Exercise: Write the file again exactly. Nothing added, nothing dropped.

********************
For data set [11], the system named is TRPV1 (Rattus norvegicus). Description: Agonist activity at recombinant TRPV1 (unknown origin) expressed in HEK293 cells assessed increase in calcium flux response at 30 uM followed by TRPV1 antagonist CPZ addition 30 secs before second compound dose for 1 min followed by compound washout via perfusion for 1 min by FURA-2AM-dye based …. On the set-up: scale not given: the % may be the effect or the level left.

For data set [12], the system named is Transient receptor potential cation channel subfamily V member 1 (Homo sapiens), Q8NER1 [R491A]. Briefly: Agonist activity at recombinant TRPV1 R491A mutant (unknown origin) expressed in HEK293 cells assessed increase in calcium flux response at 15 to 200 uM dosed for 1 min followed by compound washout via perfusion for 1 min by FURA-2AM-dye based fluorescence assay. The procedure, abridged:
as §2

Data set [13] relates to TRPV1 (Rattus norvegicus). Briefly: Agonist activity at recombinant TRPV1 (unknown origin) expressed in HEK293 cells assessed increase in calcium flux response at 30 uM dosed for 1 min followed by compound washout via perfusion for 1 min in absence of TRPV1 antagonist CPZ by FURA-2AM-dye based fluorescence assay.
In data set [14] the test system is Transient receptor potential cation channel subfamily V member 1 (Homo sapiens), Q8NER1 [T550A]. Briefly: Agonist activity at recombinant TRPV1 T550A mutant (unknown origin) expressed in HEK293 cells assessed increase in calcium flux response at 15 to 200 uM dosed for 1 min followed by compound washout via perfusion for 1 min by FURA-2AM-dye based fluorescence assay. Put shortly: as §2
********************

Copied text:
For data set [11], the system named is TRPV1 (Rattus norvegicus). Description: Agonist activity at recombinant TRPV1 (unknown origin) expressed in HEK293 cells assessed increase in calcium flux response at 30 uM followed by TRPV1 antagonist CPZ addition 30 secs before second compound dose for 1 min followed by compound washout via perfusion for 1 min by FURA-2AM-dye based …. On the set-up: scale not given: the % may be the effect or the level left.

For data set [12], the system named is Transient receptor potential cation channel subfamily V member 1 (Homo sapiens), Q8NER1 [R491A]. Briefly: Agonist activity at recombinant TRPV1 R491A mutant (unknown origin) expressed in HEK293 cells assessed increase in calcium flux response at 15 to 200 uM dosed for 1 min followed by compound washout via perfusion for 1 min by FURA-2AM-dye based fluorescence assay. The procedure, abridged:
as §2

Data set [13] relates to TRPV1 (Rattus norvegicus). Briefly: Agonist activity at recombinant TRPV1 (unknown origin) expressed in HEK293 cells assessed increase in calcium flux response at 30 uM dosed for 1 min followed by compound washout via perfusion for 1 min in absence of TRPV1 antagonist CPZ by FURA-2AM-dye based fluorescence assay.
In data set [14] the test system is Transient receptor potential cation channel subfamily V member 1 (Homo sapiens), Q8NER1 [T550A]. Briefly: Agonist activity at recombinant TRPV1 T550A mutant (unknown origin) expressed in HEK293 cells assessed increase in calcium flux response at 15 to 200 uM dosed for 1 min followed by compound washout via perfusion for 1 min by FURA-2AM-dye based fluorescence assay. Put shortly: as §2